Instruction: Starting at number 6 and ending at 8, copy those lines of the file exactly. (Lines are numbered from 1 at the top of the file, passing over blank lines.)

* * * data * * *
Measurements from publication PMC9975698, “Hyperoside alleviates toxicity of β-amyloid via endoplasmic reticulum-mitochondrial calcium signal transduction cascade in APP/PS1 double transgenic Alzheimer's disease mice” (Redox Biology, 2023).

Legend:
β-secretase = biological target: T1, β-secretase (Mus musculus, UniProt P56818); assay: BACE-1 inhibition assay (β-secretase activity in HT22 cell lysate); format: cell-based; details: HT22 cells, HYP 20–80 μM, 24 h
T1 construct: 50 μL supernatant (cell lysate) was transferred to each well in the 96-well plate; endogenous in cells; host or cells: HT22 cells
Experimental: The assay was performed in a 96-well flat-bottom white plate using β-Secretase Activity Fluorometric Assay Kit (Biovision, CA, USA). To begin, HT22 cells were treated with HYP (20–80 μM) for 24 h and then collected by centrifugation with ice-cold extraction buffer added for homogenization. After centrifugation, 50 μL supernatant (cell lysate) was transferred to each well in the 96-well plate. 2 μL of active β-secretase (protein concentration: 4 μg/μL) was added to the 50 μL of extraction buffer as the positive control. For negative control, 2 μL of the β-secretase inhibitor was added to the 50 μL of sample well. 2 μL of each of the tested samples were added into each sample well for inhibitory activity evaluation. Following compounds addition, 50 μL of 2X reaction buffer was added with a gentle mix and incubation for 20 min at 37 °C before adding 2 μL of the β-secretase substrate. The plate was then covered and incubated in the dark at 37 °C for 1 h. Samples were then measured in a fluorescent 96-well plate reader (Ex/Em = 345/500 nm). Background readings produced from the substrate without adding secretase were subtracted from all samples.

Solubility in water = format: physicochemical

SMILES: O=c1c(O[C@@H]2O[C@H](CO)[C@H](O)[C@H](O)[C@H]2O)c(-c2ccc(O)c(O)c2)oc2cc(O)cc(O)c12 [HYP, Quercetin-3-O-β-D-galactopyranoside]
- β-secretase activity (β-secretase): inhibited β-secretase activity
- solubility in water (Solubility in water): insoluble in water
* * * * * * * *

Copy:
Solubility in water = format: physicochemical

SMILES: O=c1c(O[C@@H]2O[C@H](CO)[C@H](O)[C@H](O)[C@H]2O)c(-c2ccc(O)c(O)c2)oc2cc(O)cc(O)c12 [HYP, Quercetin-3-O-β-D-galactopyranoside]
- β-secretase activity (β-secretase): inhibited β-secretase activity